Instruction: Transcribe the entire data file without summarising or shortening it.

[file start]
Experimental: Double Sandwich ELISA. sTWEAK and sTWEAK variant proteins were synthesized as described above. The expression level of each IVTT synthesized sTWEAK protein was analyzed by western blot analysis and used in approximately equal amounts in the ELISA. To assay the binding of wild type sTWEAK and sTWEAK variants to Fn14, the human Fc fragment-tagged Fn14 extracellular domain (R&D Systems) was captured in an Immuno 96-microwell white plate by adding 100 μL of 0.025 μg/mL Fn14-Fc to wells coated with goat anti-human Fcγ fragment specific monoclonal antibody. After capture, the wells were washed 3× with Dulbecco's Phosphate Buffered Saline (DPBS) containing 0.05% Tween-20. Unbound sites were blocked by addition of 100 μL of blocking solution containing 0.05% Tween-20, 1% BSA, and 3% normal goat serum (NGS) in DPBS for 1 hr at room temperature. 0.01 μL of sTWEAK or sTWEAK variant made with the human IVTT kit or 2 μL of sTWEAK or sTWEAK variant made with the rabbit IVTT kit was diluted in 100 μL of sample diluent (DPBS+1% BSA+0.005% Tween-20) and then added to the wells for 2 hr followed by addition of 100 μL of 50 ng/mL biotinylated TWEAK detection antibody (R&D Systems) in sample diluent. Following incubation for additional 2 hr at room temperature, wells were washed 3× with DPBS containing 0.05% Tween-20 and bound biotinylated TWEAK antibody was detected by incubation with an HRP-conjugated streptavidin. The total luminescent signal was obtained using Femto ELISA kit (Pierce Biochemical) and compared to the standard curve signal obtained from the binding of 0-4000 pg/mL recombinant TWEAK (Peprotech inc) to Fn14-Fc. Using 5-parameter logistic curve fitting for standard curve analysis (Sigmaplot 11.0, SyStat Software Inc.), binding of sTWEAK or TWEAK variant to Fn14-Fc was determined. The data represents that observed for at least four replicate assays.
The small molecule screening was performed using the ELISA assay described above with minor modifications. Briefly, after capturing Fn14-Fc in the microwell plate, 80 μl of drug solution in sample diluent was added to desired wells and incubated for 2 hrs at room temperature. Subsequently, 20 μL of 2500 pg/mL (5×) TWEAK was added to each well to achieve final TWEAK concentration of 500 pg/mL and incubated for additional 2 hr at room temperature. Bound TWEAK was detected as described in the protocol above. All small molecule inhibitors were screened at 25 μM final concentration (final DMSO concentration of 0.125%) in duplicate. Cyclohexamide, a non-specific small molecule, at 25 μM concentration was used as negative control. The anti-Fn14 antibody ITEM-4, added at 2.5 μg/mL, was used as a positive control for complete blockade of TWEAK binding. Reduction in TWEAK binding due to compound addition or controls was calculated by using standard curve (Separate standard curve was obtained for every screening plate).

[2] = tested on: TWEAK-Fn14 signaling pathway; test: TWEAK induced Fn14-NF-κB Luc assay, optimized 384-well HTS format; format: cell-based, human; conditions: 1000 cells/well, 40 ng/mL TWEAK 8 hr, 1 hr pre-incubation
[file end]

Experimental: Double Sandwich ELISA. sTWEAK and sTWEAK variant proteins were synthesized as described above. The expression level of each IVTT synthesized sTWEAK protein was analyzed by western blot analysis and used in approximately equal amounts in the ELISA. To assay the binding of wild type sTWEAK and sTWEAK variants to Fn14, the human Fc fragment-tagged Fn14 extracellular domain (R&D Systems) was captured in an Immuno 96-microwell white plate by adding 100 μL of 0.025 μg/mL Fn14-Fc to wells coated with goat anti-human Fcγ fragment specific monoclonal antibody. After capture, the wells were washed 3× with Dulbecco's Phosphate Buffered Saline (DPBS) containing 0.05% Tween-20. Unbound sites were blocked by addition of 100 μL of blocking solution containing 0.05% Tween-20, 1% BSA, and 3% normal goat serum (NGS) in DPBS for 1 hr at room temperature. 0.01 μL of sTWEAK or sTWEAK variant made with the human IVTT kit or 2 μL of sTWEAK or sTWEAK variant made with the rabbit IVTT kit was diluted in 100 μL of sample diluent (DPBS+1% BSA+0.005% Tween-20) and then added to the wells for 2 hr followed by addition of 100 μL of 50 ng/mL biotinylated TWEAK detection antibody (R&D Systems) in sample diluent. Following incubation for additional 2 hr at room temperature, wells were washed 3× with DPBS containing 0.05% Tween-20 and bound biotinylated TWEAK antibody was detected by incubation with an HRP-conjugated streptavidin. The total luminescent signal was obtained using Femto ELISA kit (Pierce Biochemical) and compared to the standard curve signal obtained from the binding of 0-4000 pg/mL recombinant TWEAK (Peprotech inc) to Fn14-Fc. Using 5-parameter logistic curve fitting for standard curve analysis (Sigmaplot 11.0, SyStat Software Inc.), binding of sTWEAK or TWEAK variant to Fn14-Fc was determined. The data represents that observed for at least four replicate assays.
The small molecule screening was performed using the ELISA assay described above with minor modifications. Briefly, after capturing Fn14-Fc in the microwell plate, 80 μl of drug solution in sample diluent was added to desired wells and incubated for 2 hrs at room temperature. Subsequently, 20 μL of 2500 pg/mL (5×) TWEAK was added to each well to achieve final TWEAK concentration of 500 pg/mL and incubated for additional 2 hr at room temperature. Bound TWEAK was detected as described in the protocol above. All small molecule inhibitors were screened at 25 μM final concentration (final DMSO concentration of 0.125%) in duplicate. Cyclohexamide, a non-specific small molecule, at 25 μM concentration was used as negative control. The anti-Fn14 antibody ITEM-4, added at 2.5 μg/mL, was used as a positive control for complete blockade of TWEAK binding. Reduction in TWEAK binding due to compound addition or controls was calculated by using standard curve (Separate standard curve was obtained for every screening plate).

[2] = tested on: TWEAK-Fn14 signaling pathway; test: TWEAK induced Fn14-NF-κB Luc assay, optimized 384-well HTS format; format: cell-based, human; conditions: 1000 cells/well, 40 ng/mL TWEAK 8 hr, 1 hr pre-incubation